"Like many fast growing law firms, we struggled with the challenges of managing dozens of strong, independent personalities. We knew we wanted to get ahead of the curve on issues such as equity and compensation, decision-making authority, and which practice areas to grow. With Bill’s support, we have built a broader, sustainable Executive Committee. As a founder and its first Managing Partner, I can’t thank Bill enough."
Commercial and Medical Malpractice Litigation
Florio, Perrucci, Steinhardt & Fader
NJ, PA, and NY
Whether you’re a sole owner, managing partner, or practice group leader, it’s almost impossible to be at the center of your organization and view it objectively. And, given that you’re probably practicing law full time (or trying to), it’s equally challenging to stay on top of best practices in law firm management, governance, and strategic planning.
How would you assess your firm’s organizational coherence?
- Are major decisions made in a way that generates buy-in from those affected?
- Does your firm have a 2 to 4 year growth plan in place that the large majority of lawyers and staff actively support?
- Is workflow guided by careful review of needs or by default (e.g., “that’s just how we do it”)?
- Do you have a plan in place to handle the slowing down and succession of senior partners?
- Are roles, responsibilities, and accountabilities made clear and consistently upheld?
- Is your firm free from cliques and factions among lawyers and staff members that hinder efficiency and cause tension in the office?
- Do your firm’s compensation and performance evaluation systems serve to improve its culture?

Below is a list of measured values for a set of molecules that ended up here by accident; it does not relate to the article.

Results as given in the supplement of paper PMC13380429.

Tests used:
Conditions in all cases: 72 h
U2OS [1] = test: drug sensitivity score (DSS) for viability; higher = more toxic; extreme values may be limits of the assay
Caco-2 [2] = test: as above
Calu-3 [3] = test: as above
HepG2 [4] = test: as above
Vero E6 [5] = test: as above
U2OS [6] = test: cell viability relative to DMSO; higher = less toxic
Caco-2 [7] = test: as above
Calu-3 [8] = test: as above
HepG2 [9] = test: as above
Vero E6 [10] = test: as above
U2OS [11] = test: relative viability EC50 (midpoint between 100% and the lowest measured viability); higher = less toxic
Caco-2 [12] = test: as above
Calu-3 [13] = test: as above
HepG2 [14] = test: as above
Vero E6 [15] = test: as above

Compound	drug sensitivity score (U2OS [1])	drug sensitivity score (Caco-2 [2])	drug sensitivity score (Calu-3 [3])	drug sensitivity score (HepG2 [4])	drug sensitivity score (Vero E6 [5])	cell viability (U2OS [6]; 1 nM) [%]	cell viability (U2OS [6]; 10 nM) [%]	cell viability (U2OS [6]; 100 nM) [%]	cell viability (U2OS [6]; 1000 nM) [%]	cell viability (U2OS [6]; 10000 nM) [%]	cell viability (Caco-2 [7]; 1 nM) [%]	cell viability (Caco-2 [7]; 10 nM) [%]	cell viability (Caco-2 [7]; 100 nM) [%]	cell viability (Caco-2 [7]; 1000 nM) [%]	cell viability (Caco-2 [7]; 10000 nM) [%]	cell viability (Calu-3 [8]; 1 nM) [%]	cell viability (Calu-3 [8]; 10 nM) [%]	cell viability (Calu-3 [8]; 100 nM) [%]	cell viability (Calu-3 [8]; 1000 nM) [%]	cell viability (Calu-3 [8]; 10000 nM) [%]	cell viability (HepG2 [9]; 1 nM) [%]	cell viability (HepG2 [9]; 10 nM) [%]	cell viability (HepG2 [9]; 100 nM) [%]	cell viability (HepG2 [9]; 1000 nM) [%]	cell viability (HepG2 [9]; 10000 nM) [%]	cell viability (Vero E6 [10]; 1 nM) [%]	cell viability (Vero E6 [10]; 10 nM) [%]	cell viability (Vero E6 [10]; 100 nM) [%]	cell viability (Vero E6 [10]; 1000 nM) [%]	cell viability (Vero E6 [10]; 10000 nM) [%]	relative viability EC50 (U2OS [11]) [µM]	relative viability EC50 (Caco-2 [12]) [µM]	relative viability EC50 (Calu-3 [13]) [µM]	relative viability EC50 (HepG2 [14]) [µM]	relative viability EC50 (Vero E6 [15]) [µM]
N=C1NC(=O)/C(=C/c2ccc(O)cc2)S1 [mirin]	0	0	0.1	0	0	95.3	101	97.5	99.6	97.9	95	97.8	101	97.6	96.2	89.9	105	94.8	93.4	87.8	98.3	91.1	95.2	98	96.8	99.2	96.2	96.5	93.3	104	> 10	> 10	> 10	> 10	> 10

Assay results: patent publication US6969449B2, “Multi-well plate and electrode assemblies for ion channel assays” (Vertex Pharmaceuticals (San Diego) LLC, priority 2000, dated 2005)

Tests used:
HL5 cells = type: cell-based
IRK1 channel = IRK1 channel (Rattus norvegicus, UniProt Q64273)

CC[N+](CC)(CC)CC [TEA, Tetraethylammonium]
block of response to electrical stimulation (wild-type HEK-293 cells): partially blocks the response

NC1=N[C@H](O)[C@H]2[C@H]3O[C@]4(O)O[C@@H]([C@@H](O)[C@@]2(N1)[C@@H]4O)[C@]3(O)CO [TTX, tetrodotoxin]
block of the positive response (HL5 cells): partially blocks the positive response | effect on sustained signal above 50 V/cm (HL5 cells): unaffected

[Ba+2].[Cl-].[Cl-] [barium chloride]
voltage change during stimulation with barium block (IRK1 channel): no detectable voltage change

- Is your firm’s use of technology helping you to gain competitive advantage (both general IT and legal-sector specific)?
- Are business fundamentals such as financial analysis and marketing managed rigorously (as opposed to on an ad-hoc basis)
If you answered “no” to any of these questions, your firm is not realizing its potential. If you answered “no” to three or more, I can help you assess where you are set an appropriate course of action.
Too many law firm owners and law firm leaders believe that as long as they have great lawyers, everything else will take care of itself. Yet law firms, whether big or small, are complex organizations made up of human beings with widely varying backgrounds, personalities, values, and communications styles (just a few of the factors that influence any group’s culture). And, in turn, how well these individuals work together — particularly in times of change — is a barometer of how well the organization works as a whole.
From its leaders who establish direction, to its receptionist who interacts with the public, the people in a high-performing firm:
- Understand and are committed to the firm’s mission
- Communicate with each other effectively
- Are clear about how the work gets done in the best way
- Deal with differences of opinion constructively
The benefits of a high-performing organization — i.e., a law firm that operates as a well-run business — are readily apparent. Such organizations are more profitable and more enjoyable places to work. They’re far better equipped to take advantage of the changes occurring in the legal service sector. And, they inevitably attract and retain higher-quality clients.
Call me at 203.806.1300 if you’d like to explore any of these issues and how I might be able to help.
I maintain a deep library of hundreds of best-of-breed checklists, templates, guides, and white papers on every aspect of managing a legal practice and law firm, from lawyer marketing plans, to hiring process checklists, to alternative fee engagement letters.
If you need a quick resource, call me. I’ll send you what I have on the topic free of charge with no strings.
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